Current Silicon News and Events

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The perfect recipe for efficient perovskite solar cells
A long-cherished dream of materials researchers is a solar cell that converts sunlight into electrical energy as efficiently as silicon, but that can be easily and inexpensively fabricated from abundant materials. Scientists at the Helmholtz-Zentrum Berlin have now come a step closer to achieving this. (2021-02-22)

A sharper look at the interior of semiconductors
A research team at Friedrich Schiller University Jena (Germany) developed a high-resolution imaging method based on extreme short-wave UV light. It can be used to examine internal structures in semiconductors non-destructively, and with nanometre precision as the team reported in the current issue of the journal 'Optica'. (2021-02-16)

Move over heavy goggles, here come the ultra-high refractive index lenses
POSTECH professor Junsuk Rho's research team develops a transparent silicon without visible light loss by controlling the silicon atomic structure. (2021-02-14)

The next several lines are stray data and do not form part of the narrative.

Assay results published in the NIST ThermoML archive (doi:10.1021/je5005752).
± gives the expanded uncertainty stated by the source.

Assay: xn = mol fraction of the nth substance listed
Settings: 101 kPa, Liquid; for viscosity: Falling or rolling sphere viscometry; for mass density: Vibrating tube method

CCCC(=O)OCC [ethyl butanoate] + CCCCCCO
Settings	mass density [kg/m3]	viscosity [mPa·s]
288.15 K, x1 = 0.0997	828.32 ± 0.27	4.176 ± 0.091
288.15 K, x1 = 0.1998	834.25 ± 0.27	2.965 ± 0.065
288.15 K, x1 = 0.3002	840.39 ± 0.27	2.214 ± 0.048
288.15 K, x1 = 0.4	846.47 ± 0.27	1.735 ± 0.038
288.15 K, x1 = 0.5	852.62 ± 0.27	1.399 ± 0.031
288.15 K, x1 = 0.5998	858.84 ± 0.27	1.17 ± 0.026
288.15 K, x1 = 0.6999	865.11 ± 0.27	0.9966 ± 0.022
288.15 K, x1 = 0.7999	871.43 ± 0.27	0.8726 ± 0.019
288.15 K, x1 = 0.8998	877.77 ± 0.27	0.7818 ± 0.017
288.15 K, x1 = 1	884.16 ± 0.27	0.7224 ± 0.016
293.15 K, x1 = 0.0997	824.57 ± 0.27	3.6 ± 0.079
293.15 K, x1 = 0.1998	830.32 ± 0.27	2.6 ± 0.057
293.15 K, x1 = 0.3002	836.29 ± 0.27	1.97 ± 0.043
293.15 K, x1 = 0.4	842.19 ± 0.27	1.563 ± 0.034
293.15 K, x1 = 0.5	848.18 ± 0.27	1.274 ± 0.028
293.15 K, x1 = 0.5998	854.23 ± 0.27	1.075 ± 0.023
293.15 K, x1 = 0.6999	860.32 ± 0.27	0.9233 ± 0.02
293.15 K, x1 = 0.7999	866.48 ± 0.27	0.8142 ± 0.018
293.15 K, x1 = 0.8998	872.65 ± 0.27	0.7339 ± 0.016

Vibrating 2D materials
Two-dimensional materials hold out hope for many technical applications. An international research team now has determined for the first time how strongly 2D materials vibrate when electronically excited with light. (2021-02-11)

Wafer-scale production of graphene-based photonic devices
Graphene Flagship researchers have devised a wafer-scale fabrication method that paves the way to the next generation of telecom and datacom devices. (2021-02-11)

Silicon chip provides low cost solution to help machines see the world clearly
Researchers in Southampton and San Francisco have developed the first compact 3D LiDAR imaging system that can match and exceed the performance and accuracy of most advanced, mechanical systems currently used. (2021-02-10)

A scalable method for the large-area integration of 2D materials
Graphene Flagship researchers report a new method to integrate graphene and 2D materials into semiconductor manufacturing lines, a milestone for the recently launched 2D-EPL project. (2021-02-10)

Silicon waveguides move us closer to faster, light-based logic circuits